During this transition time, these activities have helped me greatly:
10. Run Toward Love. After I was fired, I drove out to my parents’ home where they served me pot roast and just let me cry, tell my story multiple times, and love me.
9. Take Someone with You. If you still have to clear out your classroom or cubicle, take a loving person with you to finish off the job of clearing out your things. My Mom accompanied me; it helped to have a cheerleader.
8. Unpack Your Boxes and Reorganize Your Life. I let the boxes from work sit there for a week, then I tackled the project of finding spots for all those books. Just face into the boxes and start creating new life rhythms by putting your favorite work objects around your home.
7. Connect with Loving Co-workers, if possible. I communicated with several people at my old job about what happened, and it surprised me how compassionate they were! Several wrote me emails and cards full of truth and encouragement. One former co-worker brought chocolate and came over to talk; it was hard, but helpful to hear her opinion. Multiple people encouraged me to not let this situation jade me toward teaching, and told me “You ARE a good teacher.” Their words helped pull the poison out of the wound the job loss had afflicted. Because that co-worker had more objective viewpoint right then, she helped me know what I could say about the job loss. I’m so thankful for her coaching.
6. Go Away for a Few Days. Yes, file for unemployment as soon as possible, but you just need time away for a bit to let down so that you can heal. I visited my brother and his family the week after my job ended, and it was there, surrounded by love that I had the strength to file for unemployment. Filing and retelling the story was hard and very humbling, but it helped me process the trauma. Hugs from my one-year-old nephew, and then an invitation from my sister-in-law to stay for four days instead of one was healing balm. My mind could let down, forget what happened for a while, and just rest, play, and love.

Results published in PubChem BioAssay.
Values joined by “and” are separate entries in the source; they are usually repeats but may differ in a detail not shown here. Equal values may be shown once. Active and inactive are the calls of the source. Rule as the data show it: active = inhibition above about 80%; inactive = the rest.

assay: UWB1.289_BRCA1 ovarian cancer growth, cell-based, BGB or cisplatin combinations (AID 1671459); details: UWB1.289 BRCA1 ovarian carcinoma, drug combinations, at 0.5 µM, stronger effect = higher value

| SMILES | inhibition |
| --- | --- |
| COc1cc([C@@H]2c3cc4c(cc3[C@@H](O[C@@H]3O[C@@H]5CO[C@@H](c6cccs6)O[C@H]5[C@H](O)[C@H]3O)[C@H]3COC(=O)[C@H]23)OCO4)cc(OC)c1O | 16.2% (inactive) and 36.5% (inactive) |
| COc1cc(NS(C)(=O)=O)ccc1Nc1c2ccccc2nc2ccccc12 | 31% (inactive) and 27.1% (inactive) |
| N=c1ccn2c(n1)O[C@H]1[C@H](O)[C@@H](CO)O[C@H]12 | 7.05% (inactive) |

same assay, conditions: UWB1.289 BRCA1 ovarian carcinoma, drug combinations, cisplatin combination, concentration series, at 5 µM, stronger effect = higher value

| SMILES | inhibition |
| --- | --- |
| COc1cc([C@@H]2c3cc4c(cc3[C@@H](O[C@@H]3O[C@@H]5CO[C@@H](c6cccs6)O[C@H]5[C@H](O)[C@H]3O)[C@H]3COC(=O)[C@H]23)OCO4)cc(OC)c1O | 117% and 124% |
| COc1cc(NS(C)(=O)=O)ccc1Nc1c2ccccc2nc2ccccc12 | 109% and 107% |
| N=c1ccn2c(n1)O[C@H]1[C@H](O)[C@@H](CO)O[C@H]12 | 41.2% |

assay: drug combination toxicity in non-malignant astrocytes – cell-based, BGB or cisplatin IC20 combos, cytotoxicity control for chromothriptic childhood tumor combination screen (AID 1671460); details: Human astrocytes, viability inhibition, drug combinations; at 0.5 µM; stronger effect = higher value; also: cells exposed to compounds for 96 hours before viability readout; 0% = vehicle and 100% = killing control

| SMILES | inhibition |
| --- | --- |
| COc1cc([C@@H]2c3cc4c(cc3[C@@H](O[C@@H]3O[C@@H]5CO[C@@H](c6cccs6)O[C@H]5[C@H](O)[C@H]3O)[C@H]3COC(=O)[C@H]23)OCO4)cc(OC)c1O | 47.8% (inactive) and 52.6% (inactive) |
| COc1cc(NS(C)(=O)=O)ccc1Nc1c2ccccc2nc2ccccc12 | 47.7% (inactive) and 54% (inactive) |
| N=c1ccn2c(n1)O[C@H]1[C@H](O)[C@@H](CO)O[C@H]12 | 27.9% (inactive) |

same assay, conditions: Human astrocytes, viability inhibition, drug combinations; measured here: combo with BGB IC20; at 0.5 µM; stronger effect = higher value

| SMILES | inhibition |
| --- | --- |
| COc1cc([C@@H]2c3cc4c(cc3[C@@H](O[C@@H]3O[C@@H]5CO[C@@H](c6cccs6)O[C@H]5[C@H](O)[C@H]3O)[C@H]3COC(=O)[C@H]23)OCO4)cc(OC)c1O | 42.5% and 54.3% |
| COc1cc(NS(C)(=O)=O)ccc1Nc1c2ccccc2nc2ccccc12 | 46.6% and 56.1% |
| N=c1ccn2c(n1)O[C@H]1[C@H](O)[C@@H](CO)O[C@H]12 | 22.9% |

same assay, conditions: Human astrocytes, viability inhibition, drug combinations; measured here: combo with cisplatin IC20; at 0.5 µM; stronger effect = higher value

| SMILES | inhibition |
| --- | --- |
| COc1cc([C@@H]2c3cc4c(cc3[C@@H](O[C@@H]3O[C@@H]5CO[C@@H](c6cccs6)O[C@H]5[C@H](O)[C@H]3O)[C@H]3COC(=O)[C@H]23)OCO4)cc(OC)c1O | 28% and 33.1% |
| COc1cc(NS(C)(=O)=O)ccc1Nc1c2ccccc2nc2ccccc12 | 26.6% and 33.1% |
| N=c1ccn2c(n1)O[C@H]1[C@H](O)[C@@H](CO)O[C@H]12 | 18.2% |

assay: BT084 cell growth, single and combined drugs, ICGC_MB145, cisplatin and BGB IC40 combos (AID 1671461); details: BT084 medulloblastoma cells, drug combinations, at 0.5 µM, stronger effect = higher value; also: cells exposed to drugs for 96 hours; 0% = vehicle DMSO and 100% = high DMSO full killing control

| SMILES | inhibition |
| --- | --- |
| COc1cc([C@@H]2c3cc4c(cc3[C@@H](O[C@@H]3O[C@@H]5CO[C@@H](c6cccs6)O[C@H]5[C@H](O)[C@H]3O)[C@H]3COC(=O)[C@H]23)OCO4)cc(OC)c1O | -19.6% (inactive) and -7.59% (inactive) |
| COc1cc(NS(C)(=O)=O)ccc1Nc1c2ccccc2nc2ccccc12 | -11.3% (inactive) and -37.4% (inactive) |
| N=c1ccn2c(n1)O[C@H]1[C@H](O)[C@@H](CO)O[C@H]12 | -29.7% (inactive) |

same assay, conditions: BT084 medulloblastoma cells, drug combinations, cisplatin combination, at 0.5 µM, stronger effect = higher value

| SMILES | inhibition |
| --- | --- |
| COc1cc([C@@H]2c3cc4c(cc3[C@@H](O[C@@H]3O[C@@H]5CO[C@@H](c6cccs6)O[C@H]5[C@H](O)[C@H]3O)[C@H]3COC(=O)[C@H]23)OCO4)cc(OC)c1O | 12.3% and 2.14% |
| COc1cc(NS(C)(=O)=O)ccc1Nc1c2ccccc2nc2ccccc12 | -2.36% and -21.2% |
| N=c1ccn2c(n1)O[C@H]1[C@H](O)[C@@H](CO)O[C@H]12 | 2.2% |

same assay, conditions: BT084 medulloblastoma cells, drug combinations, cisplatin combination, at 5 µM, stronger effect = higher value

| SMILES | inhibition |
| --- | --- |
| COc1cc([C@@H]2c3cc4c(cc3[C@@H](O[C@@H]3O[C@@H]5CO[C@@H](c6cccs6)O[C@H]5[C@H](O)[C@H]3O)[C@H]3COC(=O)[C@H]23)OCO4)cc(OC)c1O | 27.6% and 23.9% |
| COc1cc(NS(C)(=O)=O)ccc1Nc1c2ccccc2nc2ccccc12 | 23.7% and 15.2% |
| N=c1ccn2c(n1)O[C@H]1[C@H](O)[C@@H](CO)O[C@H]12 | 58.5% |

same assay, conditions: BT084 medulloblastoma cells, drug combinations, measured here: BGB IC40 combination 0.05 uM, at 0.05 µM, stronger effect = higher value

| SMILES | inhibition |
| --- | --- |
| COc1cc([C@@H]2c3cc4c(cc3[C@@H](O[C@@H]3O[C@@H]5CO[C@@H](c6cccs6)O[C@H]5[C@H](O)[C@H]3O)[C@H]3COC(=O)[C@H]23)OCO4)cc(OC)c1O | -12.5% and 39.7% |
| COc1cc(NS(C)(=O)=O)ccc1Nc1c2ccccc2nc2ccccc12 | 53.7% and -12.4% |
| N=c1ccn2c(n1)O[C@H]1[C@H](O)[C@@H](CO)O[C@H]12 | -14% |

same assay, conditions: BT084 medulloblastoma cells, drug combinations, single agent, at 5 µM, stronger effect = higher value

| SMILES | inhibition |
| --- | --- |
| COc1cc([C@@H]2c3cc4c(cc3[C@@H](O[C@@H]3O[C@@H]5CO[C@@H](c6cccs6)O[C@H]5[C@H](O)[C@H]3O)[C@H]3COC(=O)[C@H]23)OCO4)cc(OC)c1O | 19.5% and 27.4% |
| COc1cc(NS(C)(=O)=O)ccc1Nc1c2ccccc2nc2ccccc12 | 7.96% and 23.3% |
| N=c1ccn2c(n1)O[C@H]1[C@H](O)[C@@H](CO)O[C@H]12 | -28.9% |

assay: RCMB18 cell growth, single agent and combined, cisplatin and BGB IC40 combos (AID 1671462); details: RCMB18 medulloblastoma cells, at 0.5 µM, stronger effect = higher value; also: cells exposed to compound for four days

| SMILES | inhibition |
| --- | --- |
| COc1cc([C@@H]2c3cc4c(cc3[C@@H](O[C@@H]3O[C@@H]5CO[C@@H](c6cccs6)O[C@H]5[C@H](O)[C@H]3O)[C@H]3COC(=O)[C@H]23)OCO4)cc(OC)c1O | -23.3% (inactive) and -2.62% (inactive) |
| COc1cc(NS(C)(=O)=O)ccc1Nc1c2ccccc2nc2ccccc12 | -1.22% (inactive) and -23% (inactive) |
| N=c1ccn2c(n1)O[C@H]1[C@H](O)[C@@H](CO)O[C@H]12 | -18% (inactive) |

5. Create a New Life Structure. Get up early on work days. Apply for jobs, go network, and let job hunting be your new “work.” Have hope; you will get another job.
4. Exercise. I planned exercise into my day because it relieved stress, and brought me joy! Go run by the lake or plan to go dancing.
3. Maximize Your Networks. Yes, sign up and use networking and job hunting sites, but also connect with people in person. I went to my grad school’s career office, and they loaned me career books (a great one is The Career Guide for Creative and Unconventional People by Carol Eikleberry), critiqued my resume, and supported me in thinking about different career choices. They helped me know it’s fine to try something different, like floral design…
2. Do What You Love and Feel Your Feelings. I read, I sang, I cooked. I took floral design classes, and I started writing a book. I cried, felt sad, shouted with anger, ached with loss, and chose to forgive. Then a tutoring job came!
1. Believe and Know That You Are Loved Just As You Are. Yes, sudden job loss wounds your heart and your confidence. Yes, you need time to heal, but while you are healing, just know that there is a plan for you designed by the Great Creator. Know that you are loved. You are not your job; you are of full value just as you are.
Copyright 2014 by M. H. Campbell